“The devil, of course, is in the details, and it is not yet clear to us from what the government has filed with the court that they are in full compliance,” Michelman tells City Paper. “There are a couple of categories that we’re worried will be collected either duplicatively or not at all.”
The ACLU already voiced its concerns to the defendants in the suit, including how the information collection method could muddle the published data. The information is gathered in two ways, one for traffic stop citations and another one for all other stops, and what information an officer records depends on the kind of stop. For example, if an infraction issued during a traffic stop escalates, there’s a possibility the stop will be recorded twice—once through the Department of Vehicles and then again through MPD’s records management system, says Michelman.
“Now it may ultimately be that they can use these two systems in a manner that complies with the law. But given their sorry history of compliance with the NEAR Act, you’ve got to wonder whether the use of two systems is a deliberate attempt to muddle the data set,” he says.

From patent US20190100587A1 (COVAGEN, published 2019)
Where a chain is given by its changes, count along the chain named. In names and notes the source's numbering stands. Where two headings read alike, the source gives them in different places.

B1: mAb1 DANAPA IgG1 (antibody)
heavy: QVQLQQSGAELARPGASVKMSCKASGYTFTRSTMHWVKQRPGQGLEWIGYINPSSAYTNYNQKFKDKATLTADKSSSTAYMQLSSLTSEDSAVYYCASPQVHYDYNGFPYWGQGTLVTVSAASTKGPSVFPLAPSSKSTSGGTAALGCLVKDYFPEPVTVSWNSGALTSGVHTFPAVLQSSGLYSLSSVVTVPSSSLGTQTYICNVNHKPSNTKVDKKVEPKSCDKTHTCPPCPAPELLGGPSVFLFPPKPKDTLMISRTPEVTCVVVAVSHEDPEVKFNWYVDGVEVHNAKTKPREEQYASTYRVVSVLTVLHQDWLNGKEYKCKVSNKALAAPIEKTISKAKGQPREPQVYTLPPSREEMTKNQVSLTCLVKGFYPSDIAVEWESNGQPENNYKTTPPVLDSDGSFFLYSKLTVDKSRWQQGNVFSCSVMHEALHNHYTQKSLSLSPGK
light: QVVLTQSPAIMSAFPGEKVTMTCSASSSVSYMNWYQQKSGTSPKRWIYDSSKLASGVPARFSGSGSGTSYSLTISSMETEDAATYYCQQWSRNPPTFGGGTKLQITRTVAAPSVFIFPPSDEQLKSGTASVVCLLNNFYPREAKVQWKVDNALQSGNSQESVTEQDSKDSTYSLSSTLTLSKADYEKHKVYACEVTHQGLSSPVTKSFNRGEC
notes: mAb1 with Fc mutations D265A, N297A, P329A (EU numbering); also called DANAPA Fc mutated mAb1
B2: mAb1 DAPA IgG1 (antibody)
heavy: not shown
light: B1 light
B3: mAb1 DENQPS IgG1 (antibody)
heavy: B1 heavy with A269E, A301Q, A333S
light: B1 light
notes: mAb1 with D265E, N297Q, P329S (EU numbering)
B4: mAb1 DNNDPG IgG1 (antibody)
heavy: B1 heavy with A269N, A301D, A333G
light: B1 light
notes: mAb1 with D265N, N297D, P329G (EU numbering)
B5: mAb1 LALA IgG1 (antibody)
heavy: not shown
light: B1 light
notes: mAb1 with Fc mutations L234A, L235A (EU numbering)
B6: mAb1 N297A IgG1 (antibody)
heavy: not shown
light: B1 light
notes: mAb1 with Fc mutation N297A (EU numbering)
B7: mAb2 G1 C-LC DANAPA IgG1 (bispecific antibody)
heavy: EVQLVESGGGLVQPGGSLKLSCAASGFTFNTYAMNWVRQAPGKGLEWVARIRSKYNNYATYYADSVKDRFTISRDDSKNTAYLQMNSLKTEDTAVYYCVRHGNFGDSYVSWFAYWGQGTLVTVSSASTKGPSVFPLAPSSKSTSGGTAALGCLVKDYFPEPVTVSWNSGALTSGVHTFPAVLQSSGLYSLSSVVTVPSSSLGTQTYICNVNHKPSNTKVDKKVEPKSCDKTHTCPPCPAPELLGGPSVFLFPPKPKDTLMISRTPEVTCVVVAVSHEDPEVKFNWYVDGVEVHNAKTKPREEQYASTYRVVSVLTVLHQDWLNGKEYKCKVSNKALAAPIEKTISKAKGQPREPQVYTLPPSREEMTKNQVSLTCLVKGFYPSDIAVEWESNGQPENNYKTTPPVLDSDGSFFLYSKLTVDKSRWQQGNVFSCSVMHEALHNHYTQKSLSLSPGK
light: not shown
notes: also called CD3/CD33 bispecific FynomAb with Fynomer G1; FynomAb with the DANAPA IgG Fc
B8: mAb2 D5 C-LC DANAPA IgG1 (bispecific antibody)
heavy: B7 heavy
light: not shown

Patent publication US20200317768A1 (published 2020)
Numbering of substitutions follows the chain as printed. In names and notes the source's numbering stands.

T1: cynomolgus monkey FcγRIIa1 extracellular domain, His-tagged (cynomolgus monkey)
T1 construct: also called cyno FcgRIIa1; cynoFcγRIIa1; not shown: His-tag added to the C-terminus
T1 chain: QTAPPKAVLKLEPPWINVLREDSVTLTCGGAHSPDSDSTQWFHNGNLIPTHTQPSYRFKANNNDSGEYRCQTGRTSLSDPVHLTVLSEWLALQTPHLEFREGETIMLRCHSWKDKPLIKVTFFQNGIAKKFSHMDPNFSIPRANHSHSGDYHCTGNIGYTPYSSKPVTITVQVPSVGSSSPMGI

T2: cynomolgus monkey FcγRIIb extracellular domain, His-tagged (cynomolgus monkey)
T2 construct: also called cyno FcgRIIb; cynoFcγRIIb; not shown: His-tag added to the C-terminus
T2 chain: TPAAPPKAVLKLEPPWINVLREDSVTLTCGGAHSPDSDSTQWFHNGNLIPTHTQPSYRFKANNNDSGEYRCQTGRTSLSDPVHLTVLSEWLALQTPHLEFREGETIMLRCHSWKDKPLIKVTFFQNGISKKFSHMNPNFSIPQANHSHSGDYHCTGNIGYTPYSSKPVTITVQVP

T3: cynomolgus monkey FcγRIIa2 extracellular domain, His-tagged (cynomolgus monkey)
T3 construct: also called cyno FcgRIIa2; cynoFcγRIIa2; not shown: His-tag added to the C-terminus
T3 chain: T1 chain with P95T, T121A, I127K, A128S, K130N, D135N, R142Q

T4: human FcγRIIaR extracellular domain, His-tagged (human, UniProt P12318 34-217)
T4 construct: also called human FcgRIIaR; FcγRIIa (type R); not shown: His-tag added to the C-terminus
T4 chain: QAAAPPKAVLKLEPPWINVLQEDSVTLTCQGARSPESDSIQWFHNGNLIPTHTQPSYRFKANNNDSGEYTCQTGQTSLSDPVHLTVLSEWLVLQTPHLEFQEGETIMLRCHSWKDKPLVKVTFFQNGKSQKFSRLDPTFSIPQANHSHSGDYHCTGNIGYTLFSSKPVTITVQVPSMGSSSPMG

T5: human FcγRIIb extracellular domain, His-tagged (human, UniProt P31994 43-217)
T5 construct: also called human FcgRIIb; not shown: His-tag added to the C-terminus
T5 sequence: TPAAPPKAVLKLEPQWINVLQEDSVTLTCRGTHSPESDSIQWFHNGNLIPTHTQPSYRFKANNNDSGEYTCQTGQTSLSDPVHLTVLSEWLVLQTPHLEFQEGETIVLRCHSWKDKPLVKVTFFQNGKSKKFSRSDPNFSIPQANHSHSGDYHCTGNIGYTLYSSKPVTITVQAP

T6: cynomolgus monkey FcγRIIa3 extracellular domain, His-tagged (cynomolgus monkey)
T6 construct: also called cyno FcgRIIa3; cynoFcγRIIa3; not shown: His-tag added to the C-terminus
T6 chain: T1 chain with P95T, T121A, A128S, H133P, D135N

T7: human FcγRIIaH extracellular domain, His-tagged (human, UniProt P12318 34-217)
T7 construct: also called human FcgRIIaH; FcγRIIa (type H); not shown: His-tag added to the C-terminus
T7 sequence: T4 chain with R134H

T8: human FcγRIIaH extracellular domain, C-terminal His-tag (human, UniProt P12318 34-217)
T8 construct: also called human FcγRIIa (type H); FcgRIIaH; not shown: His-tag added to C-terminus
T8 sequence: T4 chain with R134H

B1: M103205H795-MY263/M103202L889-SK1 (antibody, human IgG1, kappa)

This section of the NEAR Act has become a sensitive topic. Newsham tried to distance MPD from the phrase “stop and frisk” altogether, telling WAMU on Tuesday, “We’ve never had a stop and frisk policy here in Washington D.C.— that’s something that they did in New York City.”
Councilmembers and advocates have been demanding to see the data for some time because the information is critical for meaningful reform. A city report released in January 2018 shows 89 percent of 2,224 uses of force between October 2016 and September 2017 involved a black person; the most common pairing was white officers using force on black people.
Donahue agrees, saying “a more transparent police force is a more legitimate police force.”
So while the information is finally being released, the parties involved in the lawsuit are in disagreement over why it’s happening.
“Prior to any lawsuit issued, we made clear from the get-go that we are going to make the information available to the public when we made changes to the data system,” says Donahue.
Michelman says, “To claim that the ACLU lawsuit had no effect on the department’s NEAR Act compliance is just nonsense… Just looking at the timeline of events, it’s pretty rich to claim that the department had intended to comply all along.”
During an oversight hearing in March 2018, Newsham did apologize and agreed that his department’s failure to collect the data in a meaningful way was “not acceptable.” To WAMU on Tuesday, he maintained the problem was a lack of funds.
“There was a little bit of a lag since the NEAR Act was initiated initially. There was very limited funding that was provided by the Council for the NEAR Act,” said Newsham, “When the funding did become available, we engaged at MPD to make the corrections to our records management system.”